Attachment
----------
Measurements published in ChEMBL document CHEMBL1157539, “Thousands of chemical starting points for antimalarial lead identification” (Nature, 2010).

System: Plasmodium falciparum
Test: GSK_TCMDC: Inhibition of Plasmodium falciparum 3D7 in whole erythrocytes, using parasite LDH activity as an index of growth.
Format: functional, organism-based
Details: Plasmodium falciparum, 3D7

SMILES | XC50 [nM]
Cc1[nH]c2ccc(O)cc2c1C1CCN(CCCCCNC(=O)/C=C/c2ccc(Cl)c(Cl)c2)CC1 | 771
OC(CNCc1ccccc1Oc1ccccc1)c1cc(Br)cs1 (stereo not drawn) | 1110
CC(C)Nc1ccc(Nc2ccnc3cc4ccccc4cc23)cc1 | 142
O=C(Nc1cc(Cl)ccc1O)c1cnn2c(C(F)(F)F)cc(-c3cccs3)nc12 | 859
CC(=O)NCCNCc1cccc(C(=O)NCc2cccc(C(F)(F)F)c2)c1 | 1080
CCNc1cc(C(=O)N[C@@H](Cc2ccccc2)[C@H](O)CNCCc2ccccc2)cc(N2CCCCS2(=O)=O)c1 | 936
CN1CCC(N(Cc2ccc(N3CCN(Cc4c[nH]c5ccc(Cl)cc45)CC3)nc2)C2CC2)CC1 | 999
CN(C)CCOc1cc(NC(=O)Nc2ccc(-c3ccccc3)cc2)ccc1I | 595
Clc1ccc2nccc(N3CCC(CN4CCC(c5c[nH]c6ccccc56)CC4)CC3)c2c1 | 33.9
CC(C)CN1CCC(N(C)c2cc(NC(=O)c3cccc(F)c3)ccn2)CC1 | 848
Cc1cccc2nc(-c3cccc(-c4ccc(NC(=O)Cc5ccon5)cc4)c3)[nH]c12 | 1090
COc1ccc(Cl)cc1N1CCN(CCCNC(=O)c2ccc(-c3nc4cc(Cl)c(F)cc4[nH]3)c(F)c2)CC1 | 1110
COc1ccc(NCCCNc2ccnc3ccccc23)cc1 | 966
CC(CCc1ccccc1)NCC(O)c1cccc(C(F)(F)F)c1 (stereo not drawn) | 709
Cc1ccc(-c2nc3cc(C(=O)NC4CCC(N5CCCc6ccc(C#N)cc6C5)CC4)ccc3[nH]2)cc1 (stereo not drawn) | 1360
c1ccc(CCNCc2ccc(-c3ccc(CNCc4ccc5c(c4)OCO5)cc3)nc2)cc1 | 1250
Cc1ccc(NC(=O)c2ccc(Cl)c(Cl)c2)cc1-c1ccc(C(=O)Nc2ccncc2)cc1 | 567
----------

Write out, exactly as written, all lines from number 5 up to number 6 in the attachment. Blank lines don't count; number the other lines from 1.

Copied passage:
Details: Plasmodium falciparum, 3D7

SMILES | XC50 [nM]